Magdalen College President defends students' right to 'free speech'

Magdalen College President defends Oxford students’ right to ‘free speech and political debate’ after Boris Johnson joined backlash against vote to remove portrait of the Queen from common room

  • Graduate students said Queen Elizabeth was a ‘symbol of recent colonial history’
  • Common room president insisted he wanted to make the area a ‘neutral space’
  • Boris Johnson’s spokesman said the PM backed criticism by Gavin Williamson 

The President of an Oxford college whose graduates voted to remove a portrait of the Queen from their common room has defended the students’ right to ‘free speech and political debate’.

Boris Johnson yesterday joined the backlash against members of Magdalen College Middle Common Room (MCR), who voted overwhelmingly to remove the photographic print of the monarch.

The decision was made after she was described as a ‘symbol of recent colonial history’ who could make some people feel unwelcome – a verdict described as ‘absurd’ by Education Secretary Gavin Williamson, which was then echoed by the Prime Minister. 

Magdalen head, Dinah Rose QC, emphasised that the students were not representative of the college, but offered them her support. 

In a series of tweets, she said: ‘Here are some facts about Magdalen College and HM the Queen.

‘The Middle Common Room is an organisation of graduate students. They don’t represent the College.

‘A few years ago, in about 2013, they bought a print of a photo of the Queen to decorate their common room.

‘They recently voted to take it down. Both of these decisions are their own to take, not the College’s.

‘Magdalen strongly supports free speech and political debate, and the MCR’S right to autonomy.

‘Maybe they’ll vote to put it up again, maybe they won’t. Meanwhile, the photo will be safely stored.’

Magdalen head, Dinah Rose QC, emphasised that the students were not representative of the college, but offered them her support

Members of the Middle Common Room at Magdalen College – which is made up of graduates – overwhelmingly backed the removal of a portrait of the Queen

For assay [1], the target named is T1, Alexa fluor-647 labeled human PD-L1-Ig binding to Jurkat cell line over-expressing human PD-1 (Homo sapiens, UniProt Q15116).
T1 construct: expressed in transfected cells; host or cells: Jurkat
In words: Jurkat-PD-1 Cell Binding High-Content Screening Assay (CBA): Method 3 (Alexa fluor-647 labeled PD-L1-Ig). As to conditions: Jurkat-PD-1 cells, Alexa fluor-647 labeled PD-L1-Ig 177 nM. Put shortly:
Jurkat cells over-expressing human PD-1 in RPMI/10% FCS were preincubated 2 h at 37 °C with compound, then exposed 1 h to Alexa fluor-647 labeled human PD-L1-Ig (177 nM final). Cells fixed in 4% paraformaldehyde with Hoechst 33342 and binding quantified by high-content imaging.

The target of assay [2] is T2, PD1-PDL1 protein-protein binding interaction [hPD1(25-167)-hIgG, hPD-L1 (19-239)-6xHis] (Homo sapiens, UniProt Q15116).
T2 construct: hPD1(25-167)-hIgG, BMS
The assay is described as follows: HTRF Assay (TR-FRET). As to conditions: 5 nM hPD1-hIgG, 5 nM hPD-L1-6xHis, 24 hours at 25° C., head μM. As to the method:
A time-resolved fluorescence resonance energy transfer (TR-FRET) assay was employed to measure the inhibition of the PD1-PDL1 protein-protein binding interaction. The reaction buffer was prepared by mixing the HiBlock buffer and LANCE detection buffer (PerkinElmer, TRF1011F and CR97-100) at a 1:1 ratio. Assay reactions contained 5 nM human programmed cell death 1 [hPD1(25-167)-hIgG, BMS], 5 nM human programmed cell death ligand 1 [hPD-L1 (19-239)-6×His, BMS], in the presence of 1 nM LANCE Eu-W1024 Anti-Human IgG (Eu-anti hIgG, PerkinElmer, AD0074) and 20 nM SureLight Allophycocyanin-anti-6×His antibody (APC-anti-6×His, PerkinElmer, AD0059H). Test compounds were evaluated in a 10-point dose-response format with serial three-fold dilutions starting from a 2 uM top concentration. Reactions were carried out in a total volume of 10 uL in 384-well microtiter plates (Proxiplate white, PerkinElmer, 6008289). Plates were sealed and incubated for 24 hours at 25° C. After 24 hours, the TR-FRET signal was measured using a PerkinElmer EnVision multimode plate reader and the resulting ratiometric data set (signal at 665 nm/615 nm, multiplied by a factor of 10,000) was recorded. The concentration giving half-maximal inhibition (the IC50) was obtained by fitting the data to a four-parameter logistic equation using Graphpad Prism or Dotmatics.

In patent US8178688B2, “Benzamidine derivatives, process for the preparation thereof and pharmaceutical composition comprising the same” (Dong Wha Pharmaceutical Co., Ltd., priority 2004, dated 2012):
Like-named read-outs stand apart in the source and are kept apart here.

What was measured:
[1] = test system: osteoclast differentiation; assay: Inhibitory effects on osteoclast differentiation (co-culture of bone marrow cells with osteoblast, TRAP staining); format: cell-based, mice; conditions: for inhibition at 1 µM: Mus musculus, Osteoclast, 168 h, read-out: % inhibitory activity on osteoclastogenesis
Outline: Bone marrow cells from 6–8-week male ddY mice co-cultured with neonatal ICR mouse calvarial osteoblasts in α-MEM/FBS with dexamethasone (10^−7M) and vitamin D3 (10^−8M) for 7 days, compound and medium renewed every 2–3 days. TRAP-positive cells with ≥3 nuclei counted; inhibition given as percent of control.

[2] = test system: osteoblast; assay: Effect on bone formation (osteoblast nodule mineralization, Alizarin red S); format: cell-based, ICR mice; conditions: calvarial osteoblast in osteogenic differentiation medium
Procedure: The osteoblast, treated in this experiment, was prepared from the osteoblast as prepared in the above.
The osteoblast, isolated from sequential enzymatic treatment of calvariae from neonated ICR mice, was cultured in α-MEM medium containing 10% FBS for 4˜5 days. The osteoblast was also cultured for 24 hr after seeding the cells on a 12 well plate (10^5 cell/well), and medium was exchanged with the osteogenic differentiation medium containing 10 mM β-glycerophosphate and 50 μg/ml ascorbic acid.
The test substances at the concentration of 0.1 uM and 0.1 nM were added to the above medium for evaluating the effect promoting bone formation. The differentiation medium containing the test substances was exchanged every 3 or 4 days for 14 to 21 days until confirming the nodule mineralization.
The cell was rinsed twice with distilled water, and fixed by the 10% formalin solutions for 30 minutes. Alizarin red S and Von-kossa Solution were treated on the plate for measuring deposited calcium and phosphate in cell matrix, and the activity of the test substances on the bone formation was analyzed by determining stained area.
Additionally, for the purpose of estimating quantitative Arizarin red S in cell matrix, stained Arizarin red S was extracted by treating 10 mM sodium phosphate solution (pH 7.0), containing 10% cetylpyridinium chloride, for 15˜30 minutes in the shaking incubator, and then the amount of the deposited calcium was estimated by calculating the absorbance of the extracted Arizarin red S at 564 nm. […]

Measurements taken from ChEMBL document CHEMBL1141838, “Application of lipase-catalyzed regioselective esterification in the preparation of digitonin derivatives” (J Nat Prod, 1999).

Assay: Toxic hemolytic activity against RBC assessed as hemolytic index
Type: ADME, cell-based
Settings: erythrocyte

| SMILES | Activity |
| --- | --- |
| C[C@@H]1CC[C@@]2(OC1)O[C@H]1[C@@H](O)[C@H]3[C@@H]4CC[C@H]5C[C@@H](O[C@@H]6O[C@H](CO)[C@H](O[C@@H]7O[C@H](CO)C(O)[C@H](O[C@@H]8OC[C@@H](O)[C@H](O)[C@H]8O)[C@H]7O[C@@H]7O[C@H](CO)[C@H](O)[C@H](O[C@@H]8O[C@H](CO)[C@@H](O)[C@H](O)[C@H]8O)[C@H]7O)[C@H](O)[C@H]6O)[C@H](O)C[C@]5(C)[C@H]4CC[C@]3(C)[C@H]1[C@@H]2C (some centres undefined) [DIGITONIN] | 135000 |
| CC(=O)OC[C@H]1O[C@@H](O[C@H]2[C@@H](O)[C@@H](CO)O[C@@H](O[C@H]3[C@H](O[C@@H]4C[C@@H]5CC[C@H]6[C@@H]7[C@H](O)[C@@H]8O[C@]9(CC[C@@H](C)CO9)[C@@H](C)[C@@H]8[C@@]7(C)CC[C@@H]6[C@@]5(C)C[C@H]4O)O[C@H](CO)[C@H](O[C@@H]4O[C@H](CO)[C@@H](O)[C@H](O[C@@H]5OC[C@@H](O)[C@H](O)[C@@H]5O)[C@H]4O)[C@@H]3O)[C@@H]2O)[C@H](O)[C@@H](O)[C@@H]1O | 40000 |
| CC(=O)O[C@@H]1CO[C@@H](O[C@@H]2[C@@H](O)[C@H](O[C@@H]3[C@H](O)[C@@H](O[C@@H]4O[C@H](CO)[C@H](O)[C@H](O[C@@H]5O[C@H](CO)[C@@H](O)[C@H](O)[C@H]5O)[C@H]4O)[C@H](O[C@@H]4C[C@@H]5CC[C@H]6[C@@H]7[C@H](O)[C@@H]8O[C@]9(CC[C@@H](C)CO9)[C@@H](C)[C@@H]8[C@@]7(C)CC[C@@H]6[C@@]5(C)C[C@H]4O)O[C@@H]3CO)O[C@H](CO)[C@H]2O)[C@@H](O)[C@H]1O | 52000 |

Boris Johnson’s (seen yesterday) spokesman said that he supported Education Secretary Gavin Williamson’s criticism of the Oxford students 

She finished: ‘Being a student is about more than studying. It’s about exploring and debating ideas. It’s sometimes about provoking the older generation. Looks like that isn’t so hard to do these days.’

It comes after Mr Williamson, the Education Secretary criticised the move on Tuesday night, and yesterday a Number 10 spokesman responded: ‘You have had the Education Secretary’s words, which the PM supports.’

Meanwhile, Communities Secretary Robert Jenrick called the row ‘student union politics’, but said he is ‘proud’ to have a portrait of the Queen in his office. 

He told BBC Breakfast today: ‘I’m a huge fan and supporter of Her Majesty the Queen, I think we are incredibly lucky to live in a country with a head of state of her stature.

‘I wouldn’t want anyone to disrespect her out of ignorance in this way, but I don’t think that we should waste too much time on student union politics.’

Yesterday evening, Mr Williamson tweeted: ‘Oxford University students removing a picture of the Queen is simply absurd.

‘She is the Head of State and a symbol of what is best about the UK. During her long reign she has worked tirelessly to promote British values of tolerance, inclusivity and respect around the world.’

Political website Guido Fawkes reported that the motion to remove the portrait was launched to make members ‘feel welcome’, with one student said to have commented ‘patriotism and colonialism are not really separable’.

The MCR president is Matthew Katzman, a lecturer in computer science and the son of a top lawyer at international firm Steptoe & Johnson. His family live in a £4million mansion in Washington DC, where he attended $48,000-a-year Sidwell Friends School, a historic Quaker private college.